Since these 3 things are information you should never give to a third party… I was pretty hesitant. I double & triple checked that everything was legitimate before proceeding, and reasoned that 1Password were about to have all my passwords anyway, so they can have my LastPass account too! It was still a very disconcerting experience though, and I’ve never experienced it elsewhere.

It also normalises giving other companies your password and even 2FA codes, which in my opinion should absolutely never be required. Very risky behaviour.

Free trial with no credit card

Free trials are pretty standard with services like a password manager, but I was impressed that I could have a fully featured 14-day trial (including import) without providing any payment information. The signup form does ask for this information, but makes the “Skip” button nice and obvious, not relying on dark patterns to hide it.

This let me get my account set up, be confident it would suit my needs, and then pay without feeling any risk of dissatisfaction. This was definitely a great user experience.

Extremely user-friendly

Overall, the onboarding was really, really smooth. Despite actually needing quite a lot of things from me (download a desktop app, install an extension, back up a PDF, verify email, understand the actual product), it was done so smoothly that I felt very little friction.

I was perhaps a little jaded by my experience with LastPass’ site, and was actually somewhat surprised when pages actually loaded quickly, kept me logged in, and didn’t have UI elements in weird places.

Watchtower is great

1Password’s “Watchtower” is their version of LastPass’ “Security score”. It doesn’t suffer from the same odd negative points (LastPass removed points for allowing mobile access, and for caching my vault offline), and I love the clear HaveIBeenPwned integration.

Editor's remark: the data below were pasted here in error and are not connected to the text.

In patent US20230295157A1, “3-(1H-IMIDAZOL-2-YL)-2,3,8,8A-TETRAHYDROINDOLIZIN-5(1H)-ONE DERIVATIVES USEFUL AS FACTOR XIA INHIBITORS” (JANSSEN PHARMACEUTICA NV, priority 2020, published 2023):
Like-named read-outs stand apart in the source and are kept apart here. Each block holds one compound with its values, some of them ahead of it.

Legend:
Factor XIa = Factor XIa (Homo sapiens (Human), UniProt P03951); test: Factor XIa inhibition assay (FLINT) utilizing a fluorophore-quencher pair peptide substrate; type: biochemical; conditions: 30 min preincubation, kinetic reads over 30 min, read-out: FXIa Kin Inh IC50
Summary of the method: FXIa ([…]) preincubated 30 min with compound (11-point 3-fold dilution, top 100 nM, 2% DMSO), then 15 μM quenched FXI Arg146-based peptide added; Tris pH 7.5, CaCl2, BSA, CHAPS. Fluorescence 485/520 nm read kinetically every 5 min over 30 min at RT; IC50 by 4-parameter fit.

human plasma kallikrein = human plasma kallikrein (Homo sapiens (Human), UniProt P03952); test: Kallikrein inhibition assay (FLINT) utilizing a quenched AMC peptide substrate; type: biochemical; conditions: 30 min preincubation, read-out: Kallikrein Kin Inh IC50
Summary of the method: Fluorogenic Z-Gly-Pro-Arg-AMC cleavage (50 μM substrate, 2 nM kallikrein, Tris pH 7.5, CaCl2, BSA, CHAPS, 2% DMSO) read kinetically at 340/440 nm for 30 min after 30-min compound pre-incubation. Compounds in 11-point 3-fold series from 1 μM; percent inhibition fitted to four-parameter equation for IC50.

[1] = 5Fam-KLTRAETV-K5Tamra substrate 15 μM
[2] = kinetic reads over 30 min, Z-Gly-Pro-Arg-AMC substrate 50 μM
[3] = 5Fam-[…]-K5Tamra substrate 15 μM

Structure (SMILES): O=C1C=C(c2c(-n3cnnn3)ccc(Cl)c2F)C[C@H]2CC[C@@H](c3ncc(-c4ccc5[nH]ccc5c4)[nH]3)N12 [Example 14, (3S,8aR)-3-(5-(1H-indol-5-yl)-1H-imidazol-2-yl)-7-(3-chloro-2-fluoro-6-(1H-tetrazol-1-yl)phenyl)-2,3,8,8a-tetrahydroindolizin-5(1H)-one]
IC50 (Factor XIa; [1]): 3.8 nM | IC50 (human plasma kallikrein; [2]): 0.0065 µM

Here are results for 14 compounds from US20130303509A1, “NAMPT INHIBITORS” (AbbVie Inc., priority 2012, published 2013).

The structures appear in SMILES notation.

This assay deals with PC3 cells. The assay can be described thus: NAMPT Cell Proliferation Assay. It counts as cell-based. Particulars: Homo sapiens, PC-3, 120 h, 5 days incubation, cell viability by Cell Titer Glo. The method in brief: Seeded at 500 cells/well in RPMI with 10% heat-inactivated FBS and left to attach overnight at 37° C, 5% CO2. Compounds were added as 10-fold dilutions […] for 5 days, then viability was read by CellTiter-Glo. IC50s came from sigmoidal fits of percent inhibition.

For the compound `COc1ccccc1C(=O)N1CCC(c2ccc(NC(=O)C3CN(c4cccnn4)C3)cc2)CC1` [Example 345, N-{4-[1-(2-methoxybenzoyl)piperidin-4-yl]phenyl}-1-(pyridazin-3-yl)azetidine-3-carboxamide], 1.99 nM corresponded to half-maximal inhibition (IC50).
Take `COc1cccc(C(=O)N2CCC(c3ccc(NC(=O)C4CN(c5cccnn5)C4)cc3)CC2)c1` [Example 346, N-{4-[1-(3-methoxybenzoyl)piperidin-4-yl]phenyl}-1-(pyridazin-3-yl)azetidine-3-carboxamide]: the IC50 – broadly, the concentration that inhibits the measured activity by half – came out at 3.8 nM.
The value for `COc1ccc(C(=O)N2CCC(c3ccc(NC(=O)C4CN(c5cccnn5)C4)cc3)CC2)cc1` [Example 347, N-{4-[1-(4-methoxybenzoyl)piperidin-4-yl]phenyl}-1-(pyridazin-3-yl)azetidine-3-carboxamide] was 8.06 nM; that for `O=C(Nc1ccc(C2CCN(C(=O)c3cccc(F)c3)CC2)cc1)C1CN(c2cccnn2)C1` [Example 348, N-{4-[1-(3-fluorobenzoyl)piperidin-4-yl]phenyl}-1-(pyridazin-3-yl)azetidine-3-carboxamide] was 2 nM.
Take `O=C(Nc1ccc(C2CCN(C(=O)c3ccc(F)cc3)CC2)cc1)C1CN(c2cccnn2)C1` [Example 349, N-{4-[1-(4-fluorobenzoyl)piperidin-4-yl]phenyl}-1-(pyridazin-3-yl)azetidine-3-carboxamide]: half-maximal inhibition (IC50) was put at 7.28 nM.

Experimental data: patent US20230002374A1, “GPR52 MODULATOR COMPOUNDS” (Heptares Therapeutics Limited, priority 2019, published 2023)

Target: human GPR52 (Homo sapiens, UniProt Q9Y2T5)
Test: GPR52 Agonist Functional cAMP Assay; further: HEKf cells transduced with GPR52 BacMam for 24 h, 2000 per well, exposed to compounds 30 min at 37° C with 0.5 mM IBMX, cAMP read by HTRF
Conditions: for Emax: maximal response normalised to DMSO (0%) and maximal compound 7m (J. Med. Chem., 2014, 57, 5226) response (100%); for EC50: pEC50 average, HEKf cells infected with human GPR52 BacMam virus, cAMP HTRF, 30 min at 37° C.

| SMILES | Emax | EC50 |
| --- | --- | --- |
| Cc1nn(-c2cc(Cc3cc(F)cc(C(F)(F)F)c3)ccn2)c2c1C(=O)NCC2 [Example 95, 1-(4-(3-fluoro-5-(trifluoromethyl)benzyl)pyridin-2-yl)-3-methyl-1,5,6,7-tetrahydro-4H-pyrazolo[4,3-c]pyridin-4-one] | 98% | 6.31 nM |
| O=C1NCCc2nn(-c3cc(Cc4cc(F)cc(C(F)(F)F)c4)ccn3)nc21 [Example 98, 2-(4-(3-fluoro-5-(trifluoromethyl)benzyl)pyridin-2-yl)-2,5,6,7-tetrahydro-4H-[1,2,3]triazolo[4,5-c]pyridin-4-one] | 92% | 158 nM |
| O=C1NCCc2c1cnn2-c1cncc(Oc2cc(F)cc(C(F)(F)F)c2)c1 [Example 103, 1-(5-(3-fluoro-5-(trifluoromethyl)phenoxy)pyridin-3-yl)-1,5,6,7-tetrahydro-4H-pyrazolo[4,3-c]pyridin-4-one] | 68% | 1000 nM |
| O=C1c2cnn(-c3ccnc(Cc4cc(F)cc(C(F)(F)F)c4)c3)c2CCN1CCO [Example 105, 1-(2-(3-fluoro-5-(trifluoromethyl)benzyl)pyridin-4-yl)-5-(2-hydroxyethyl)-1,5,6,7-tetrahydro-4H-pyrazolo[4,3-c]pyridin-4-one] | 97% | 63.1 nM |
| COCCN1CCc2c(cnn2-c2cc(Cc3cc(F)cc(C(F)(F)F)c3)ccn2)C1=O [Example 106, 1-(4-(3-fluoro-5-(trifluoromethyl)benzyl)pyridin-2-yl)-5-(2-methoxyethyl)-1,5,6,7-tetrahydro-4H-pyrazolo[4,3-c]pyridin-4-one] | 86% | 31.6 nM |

Note: The 1 weak password is a temporary unchangeable one.

However, it isn’t perfect. The app shows a score with no definition of the maximum, and is influenced by factors I’m not sure are correct. For example, it flags that I don’t have 2FA setup on 71 of the websites (I do, 1Password just doesn’t know about it). My score is 1029, yet “Fantastic”, implying this score goes up to 1100? 1200? Who knows!

Additionally, I wanted to share a screenshot of my security score for this post, and couldn’t. Instead, I’d have to Tweet this rather marketing-y message:

My Watchtower security score in @1Password is 1029 (Fantastic) 🤩 🏖️ ✅

This link doesn’t seem to go anywhere, and just redirects to the homepage. I’ll skip Tweeting an advert, thanks!

App is very modern

I can’t share any screenshots of the app (boo, security policy), and weirdly enough the Play Store & documentation images don’t seem to match what I can see in front of me.

The app (v8.10.18) implements an excellent dark mode, and looks more like a digital bank than just a password manager. It’s got plenty of options (e.g. changing how autofill functions), and clearly shows that they’re technically competent, a stark contrast to the LastPass app.

1Password not-so-good bits

Logged out during payment